It was all set up as the night pop would rule again. But rockers the Arctic Monkeys and Foo Fighters tweaked the script for the Brit Awards 2008, grabbing two awards each tonight (Feb. 20) alongside Take That.

Arctic Monkeys continued their hot streak, collecting the British group gong and the British album award for "Favourite Worst Nightmare." The Sheffield-based quartet won the same two categories last year.

The band members collected their trophies in the garb of English country gents. "We are the Arctic Monkeys. And we are the most fantastic," frontman Alex Turner told the crowd on receiving the British group honor, before blowing a hunting horn. The second time around, the band's rambling acceptance speech was cut short by by producers of the show, which was being broadcast live on ITV1.

Foo Fighters claimed international group and international album for "Echoes, Silence, Patience & Grace." Take That were winners for British live act and won the British single trophy for "Shine," a category voted on by the public.

Also at the gala, held at London's Earls Court, Kylie Minogue won for international female solo artist, Mika won British breakthrough act, Kanye West was named international male solo artist and Kate Nash grabbed the British female solo artist plaudit.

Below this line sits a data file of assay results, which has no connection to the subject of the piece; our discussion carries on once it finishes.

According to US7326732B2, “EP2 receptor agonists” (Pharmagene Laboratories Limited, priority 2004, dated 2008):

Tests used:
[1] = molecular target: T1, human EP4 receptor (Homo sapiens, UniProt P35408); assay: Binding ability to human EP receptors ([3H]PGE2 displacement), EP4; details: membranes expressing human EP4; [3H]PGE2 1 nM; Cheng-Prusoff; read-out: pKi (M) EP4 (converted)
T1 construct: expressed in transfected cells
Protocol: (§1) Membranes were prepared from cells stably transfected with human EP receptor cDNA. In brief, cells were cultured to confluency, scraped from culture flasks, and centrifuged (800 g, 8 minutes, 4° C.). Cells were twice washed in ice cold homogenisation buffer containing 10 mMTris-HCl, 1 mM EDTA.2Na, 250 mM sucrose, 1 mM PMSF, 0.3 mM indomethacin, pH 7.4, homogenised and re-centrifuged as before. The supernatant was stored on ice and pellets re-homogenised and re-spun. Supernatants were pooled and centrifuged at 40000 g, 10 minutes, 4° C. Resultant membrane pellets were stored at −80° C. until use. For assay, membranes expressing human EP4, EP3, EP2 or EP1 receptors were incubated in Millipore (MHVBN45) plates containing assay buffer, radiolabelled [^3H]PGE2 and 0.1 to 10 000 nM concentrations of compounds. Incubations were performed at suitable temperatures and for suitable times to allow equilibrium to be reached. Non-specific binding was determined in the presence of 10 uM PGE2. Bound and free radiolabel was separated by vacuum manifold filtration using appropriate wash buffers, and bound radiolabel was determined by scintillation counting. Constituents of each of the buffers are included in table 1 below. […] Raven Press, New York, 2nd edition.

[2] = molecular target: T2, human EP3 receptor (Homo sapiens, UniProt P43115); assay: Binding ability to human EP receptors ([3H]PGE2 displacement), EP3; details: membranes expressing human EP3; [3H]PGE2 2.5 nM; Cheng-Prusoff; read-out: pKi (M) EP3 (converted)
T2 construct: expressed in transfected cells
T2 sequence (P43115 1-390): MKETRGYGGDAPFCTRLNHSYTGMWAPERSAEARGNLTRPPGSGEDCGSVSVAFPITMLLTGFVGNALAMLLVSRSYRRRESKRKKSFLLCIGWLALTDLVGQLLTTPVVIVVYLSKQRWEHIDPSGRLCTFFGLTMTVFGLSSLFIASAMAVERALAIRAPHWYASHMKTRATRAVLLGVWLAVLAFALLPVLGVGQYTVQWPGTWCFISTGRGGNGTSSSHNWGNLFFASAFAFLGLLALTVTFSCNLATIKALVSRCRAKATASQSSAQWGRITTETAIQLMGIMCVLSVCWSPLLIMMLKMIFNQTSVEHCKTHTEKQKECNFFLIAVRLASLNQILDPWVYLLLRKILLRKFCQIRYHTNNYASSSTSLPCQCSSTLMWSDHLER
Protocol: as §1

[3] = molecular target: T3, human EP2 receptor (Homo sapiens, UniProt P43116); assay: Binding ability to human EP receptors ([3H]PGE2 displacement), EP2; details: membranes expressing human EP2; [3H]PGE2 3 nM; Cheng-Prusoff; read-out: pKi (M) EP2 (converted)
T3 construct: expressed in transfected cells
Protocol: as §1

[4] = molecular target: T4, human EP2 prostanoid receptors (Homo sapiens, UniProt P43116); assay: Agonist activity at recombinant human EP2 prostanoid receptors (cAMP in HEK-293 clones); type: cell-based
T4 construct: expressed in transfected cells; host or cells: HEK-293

A lot old chatter ahead of the gala centered around whether Amy Winehouse would show, given that her rehabilitation from alcohol and substance abuse problems had grounded the star in recent weeks.

But the artist made a triumphant public return to the stage, singing "Love Is a Losing Game" and later "Valerie" as part of a "Mark Ronson Presents" mini-set which also featured Adele and Daniel Merriweather. After being named British male solo artist, Ronson, who has lived in New York since age 8, said, "I've never felt so British and male in my life."

Other live highlights were an unlikely collaboration between the Klaxons and Rihanna, who teamed for a mash-up of the Barbadian singer's monster hit "Umbrella" and the nu-rave act's "Golden Skans."

Paul McCartney put aside his ongoing divorce proceedings to entertain the Earls Court audience with a medley of songs. The Beatles great received the special prize for outstanding contribution to music, and gave thanks by performing "Dance Tonight," "Live and Let Die," "Hey Jude," "Lady Madonna" and "Get Back." "I just think British music is the best," he said.